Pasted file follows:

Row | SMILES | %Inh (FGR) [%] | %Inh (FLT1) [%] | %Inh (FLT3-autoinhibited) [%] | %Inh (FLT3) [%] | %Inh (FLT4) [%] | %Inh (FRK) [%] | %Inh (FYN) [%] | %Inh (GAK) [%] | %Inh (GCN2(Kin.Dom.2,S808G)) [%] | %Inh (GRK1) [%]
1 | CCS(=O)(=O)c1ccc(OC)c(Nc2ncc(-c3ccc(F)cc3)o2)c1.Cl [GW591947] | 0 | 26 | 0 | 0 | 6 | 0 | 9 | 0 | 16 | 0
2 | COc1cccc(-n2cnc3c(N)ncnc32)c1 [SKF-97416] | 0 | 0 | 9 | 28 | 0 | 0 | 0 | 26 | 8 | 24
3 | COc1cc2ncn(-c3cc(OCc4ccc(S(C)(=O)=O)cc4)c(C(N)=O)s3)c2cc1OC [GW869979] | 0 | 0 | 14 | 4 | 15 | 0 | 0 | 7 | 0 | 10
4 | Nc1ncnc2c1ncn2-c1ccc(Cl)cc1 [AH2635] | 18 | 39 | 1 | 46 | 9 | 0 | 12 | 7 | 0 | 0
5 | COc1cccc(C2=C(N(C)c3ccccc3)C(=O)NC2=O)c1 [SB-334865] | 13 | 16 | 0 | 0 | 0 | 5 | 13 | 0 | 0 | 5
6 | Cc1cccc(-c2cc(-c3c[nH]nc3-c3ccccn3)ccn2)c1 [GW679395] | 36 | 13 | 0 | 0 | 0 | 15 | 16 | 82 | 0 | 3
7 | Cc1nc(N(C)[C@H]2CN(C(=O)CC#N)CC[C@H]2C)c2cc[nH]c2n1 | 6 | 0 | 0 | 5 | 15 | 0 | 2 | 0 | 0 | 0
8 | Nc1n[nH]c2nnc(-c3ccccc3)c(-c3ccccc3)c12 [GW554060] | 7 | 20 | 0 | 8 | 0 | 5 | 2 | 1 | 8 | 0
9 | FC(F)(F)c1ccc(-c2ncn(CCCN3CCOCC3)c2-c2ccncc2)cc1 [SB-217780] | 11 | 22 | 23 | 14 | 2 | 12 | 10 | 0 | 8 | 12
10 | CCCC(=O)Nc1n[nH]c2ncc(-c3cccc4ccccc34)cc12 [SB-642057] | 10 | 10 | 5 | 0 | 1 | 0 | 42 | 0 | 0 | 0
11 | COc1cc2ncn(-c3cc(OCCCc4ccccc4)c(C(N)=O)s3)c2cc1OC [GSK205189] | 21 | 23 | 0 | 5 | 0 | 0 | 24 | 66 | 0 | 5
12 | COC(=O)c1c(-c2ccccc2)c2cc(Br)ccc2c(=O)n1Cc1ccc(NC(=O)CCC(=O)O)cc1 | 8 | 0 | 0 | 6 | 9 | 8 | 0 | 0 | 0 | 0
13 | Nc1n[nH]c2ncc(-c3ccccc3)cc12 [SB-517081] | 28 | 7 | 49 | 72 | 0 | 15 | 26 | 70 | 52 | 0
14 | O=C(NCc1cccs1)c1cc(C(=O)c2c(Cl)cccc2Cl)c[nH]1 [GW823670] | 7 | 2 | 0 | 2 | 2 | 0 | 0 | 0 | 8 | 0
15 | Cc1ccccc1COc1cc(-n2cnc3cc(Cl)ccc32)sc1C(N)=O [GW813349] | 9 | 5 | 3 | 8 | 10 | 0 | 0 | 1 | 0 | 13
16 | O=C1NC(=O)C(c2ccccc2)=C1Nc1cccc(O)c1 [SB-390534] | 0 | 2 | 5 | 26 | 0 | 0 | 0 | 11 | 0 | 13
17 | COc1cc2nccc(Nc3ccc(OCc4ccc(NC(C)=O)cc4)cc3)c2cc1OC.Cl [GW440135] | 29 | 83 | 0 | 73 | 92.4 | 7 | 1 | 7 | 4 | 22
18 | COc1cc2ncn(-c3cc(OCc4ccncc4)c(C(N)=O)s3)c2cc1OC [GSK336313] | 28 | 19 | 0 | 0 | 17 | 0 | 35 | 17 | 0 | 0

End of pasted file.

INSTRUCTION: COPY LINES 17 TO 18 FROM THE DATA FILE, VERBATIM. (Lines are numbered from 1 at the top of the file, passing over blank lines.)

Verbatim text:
16 | O=C1NC(=O)C(c2ccccc2)=C1Nc1cccc(O)c1 [SB-390534] | 0 | 2 | 5 | 26 | 0 | 0 | 0 | 11 | 0 | 13
17 | COc1cc2nccc(Nc3ccc(OCc4ccc(NC(C)=O)cc4)cc3)c2cc1OC.Cl [GW440135] | 29 | 83 | 0 | 73 | 92.4 | 7 | 1 | 7 | 4 | 22